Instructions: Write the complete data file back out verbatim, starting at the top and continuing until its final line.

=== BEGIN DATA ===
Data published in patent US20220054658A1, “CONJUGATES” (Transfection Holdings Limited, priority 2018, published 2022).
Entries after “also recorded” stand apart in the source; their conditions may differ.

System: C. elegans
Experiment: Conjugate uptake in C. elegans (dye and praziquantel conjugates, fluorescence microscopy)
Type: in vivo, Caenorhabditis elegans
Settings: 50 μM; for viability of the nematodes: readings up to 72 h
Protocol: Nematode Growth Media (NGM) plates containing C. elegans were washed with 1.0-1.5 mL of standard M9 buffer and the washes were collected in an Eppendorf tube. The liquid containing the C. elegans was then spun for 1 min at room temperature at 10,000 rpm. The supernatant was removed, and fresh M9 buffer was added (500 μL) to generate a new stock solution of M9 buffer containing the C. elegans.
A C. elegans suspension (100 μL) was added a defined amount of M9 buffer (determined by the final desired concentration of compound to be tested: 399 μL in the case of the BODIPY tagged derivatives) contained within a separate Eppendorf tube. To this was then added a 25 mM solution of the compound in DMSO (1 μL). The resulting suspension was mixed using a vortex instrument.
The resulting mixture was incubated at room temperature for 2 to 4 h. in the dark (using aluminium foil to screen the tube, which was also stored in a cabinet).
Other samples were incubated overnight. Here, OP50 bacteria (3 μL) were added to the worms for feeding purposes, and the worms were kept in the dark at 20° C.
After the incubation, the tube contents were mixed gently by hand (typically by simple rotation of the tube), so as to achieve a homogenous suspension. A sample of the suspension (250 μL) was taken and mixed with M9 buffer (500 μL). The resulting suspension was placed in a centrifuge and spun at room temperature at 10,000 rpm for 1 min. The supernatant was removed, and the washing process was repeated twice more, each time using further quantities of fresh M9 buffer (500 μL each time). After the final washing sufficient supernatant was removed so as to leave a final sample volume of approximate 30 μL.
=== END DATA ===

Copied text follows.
Data published in patent US20220054658A1, “CONJUGATES” (Transfection Holdings Limited, priority 2018, published 2022).
Entries after “also recorded” stand apart in the source; their conditions may differ.

System: C. elegans
Experiment: Conjugate uptake in C. elegans (dye and praziquantel conjugates, fluorescence microscopy)
Type: in vivo, Caenorhabditis elegans
Settings: 50 μM; for viability of the nematodes: readings up to 72 h
Protocol: Nematode Growth Media (NGM) plates containing C. elegans were washed with 1.0-1.5 mL of standard M9 buffer and the washes were collected in an Eppendorf tube. The liquid containing the C. elegans was then spun for 1 min at room temperature at 10,000 rpm. The supernatant was removed, and fresh M9 buffer was added (500 μL) to generate a new stock solution of M9 buffer containing the C. elegans.
A C. elegans suspension (100 μL) was added a defined amount of M9 buffer (determined by the final desired concentration of compound to be tested: 399 μL in the case of the BODIPY tagged derivatives) contained within a separate Eppendorf tube. To this was then added a 25 mM solution of the compound in DMSO (1 μL). The resulting suspension was mixed using a vortex instrument.
The resulting mixture was incubated at room temperature for 2 to 4 h. in the dark (using aluminium foil to screen the tube, which was also stored in a cabinet).
Other samples were incubated overnight. Here, OP50 bacteria (3 μL) were added to the worms for feeding purposes, and the worms were kept in the dark at 20° C.
After the incubation, the tube contents were mixed gently by hand (typically by simple rotation of the tube), so as to achieve a homogenous suspension. A sample of the suspension (250 μL) was taken and mixed with M9 buffer (500 μL). The resulting suspension was placed in a centrifuge and spun at room temperature at 10,000 rpm for 1 min. The supernatant was removed, and the washing process was repeated twice more, each time using further quantities of fresh M9 buffer (500 μL each time). After the final washing sufficient supernatant was removed so as to leave a final sample volume of approximate 30 μL.